This book provides an authoritative and highly readable review of the relationship between madness and crime by one of the leading authorities in the field. The book is divided into four parts, each essay focusing on selected features of madness which have relevance to contemporary society.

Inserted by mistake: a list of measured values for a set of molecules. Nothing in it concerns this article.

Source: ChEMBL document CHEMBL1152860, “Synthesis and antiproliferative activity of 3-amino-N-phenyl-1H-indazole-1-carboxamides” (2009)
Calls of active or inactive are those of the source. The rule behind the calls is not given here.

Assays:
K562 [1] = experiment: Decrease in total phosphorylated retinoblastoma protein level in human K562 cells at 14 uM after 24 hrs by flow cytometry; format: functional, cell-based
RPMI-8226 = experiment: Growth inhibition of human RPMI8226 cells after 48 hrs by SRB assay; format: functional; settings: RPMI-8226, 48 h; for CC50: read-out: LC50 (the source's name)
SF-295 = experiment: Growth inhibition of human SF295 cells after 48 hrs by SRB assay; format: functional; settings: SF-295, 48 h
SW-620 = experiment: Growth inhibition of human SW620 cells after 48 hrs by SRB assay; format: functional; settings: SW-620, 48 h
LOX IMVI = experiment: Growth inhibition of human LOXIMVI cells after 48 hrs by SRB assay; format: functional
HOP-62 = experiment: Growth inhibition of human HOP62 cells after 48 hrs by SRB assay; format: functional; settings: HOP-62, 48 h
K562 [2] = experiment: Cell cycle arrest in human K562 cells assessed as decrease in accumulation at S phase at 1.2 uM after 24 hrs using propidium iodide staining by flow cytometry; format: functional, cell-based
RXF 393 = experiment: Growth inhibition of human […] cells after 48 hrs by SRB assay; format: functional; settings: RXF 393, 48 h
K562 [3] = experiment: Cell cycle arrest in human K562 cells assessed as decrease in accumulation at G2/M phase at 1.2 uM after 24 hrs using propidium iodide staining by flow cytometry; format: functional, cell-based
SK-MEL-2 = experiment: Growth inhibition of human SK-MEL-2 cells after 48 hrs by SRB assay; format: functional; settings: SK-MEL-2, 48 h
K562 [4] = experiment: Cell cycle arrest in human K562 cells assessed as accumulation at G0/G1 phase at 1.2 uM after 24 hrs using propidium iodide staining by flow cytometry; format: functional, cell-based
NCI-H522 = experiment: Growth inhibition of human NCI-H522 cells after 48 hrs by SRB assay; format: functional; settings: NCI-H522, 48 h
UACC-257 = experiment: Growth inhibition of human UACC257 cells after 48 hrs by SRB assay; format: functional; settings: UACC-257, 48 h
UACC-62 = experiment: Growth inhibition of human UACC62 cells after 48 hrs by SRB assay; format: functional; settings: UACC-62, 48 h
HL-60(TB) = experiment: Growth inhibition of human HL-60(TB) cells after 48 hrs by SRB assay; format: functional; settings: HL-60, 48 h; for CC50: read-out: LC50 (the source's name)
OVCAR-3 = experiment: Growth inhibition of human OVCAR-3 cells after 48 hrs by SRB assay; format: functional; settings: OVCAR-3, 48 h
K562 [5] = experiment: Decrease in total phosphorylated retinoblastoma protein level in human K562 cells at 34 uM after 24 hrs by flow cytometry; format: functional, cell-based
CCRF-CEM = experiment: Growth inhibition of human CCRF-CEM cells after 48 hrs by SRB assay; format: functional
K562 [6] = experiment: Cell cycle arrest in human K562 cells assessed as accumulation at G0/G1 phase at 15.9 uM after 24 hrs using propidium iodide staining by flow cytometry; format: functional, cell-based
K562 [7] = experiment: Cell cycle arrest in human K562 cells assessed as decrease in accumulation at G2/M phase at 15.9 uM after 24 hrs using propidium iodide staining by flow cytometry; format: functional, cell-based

Part 1 is about madness itself, exploring three main models − cognitive, statistical, and emotional. Part 2 is a short discussion on madness, genius and creativity. Part 3 is about the much neglected area of compulsion, an issue that has largely disappeared from public debate. The mad may have moved from victim to violator, yet fundamental questions remain − in particular how to justify compulsory detention, and who should undertake the process? The answers to these questions have sociological, ethical and jurisprudential elements, and cannot just re resolved by reference to medical authorities. Part 4 is about the links between madness and crime − focusing less on the question and nature of criminal responsibility and the various defences that go with this, more on the links between madness and crime and which particular crimes are linked with which types of disorder.